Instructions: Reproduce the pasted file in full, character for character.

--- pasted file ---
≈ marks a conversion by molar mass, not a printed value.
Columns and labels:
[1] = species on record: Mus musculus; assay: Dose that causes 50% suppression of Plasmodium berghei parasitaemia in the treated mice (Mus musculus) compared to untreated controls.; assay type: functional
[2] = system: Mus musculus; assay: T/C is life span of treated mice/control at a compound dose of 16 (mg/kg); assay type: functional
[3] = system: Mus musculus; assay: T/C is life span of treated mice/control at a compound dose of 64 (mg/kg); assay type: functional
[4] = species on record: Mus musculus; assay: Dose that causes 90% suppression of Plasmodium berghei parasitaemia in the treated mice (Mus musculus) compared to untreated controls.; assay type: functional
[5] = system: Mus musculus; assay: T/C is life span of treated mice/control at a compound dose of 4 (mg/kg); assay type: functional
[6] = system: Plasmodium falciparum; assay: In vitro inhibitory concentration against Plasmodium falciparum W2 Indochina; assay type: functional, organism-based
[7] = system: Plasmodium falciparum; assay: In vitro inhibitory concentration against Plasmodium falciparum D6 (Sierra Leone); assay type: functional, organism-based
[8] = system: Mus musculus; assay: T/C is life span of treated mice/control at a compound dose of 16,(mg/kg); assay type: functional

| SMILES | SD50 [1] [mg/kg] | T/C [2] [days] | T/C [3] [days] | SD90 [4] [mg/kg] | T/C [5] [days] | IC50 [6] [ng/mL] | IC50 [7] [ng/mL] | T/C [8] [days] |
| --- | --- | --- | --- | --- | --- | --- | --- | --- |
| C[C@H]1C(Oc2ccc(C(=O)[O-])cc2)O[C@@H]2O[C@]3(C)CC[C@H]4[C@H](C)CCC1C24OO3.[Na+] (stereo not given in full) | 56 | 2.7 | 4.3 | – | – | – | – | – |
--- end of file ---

≈ marks a conversion by molar mass, not a printed value.
Columns and labels:
[1] = species on record: Mus musculus; assay: Dose that causes 50% suppression of Plasmodium berghei parasitaemia in the treated mice (Mus musculus) compared to untreated controls.; assay type: functional
[2] = system: Mus musculus; assay: T/C is life span of treated mice/control at a compound dose of 16 (mg/kg); assay type: functional
[3] = system: Mus musculus; assay: T/C is life span of treated mice/control at a compound dose of 64 (mg/kg); assay type: functional
[4] = species on record: Mus musculus; assay: Dose that causes 90% suppression of Plasmodium berghei parasitaemia in the treated mice (Mus musculus) compared to untreated controls.; assay type: functional
[5] = system: Mus musculus; assay: T/C is life span of treated mice/control at a compound dose of 4 (mg/kg); assay type: functional
[6] = system: Plasmodium falciparum; assay: In vitro inhibitory concentration against Plasmodium falciparum W2 Indochina; assay type: functional, organism-based
[7] = system: Plasmodium falciparum; assay: In vitro inhibitory concentration against Plasmodium falciparum D6 (Sierra Leone); assay type: functional, organism-based
[8] = system: Mus musculus; assay: T/C is life span of treated mice/control at a compound dose of 16,(mg/kg); assay type: functional

| SMILES | SD50 [1] [mg/kg] | T/C [2] [days] | T/C [3] [days] | SD90 [4] [mg/kg] | T/C [5] [days] | IC50 [6] [ng/mL] | IC50 [7] [ng/mL] | T/C [8] [days] |
| --- | --- | --- | --- | --- | --- | --- | --- | --- |
| C[C@H]1C(Oc2ccc(C(=O)[O-])cc2)O[C@@H]2O[C@]3(C)CC[C@H]4[C@H](C)CCC1C24OO3.[Na+] (stereo not given in full) | 56 | 2.7 | 4.3 | – | – | – | – | – |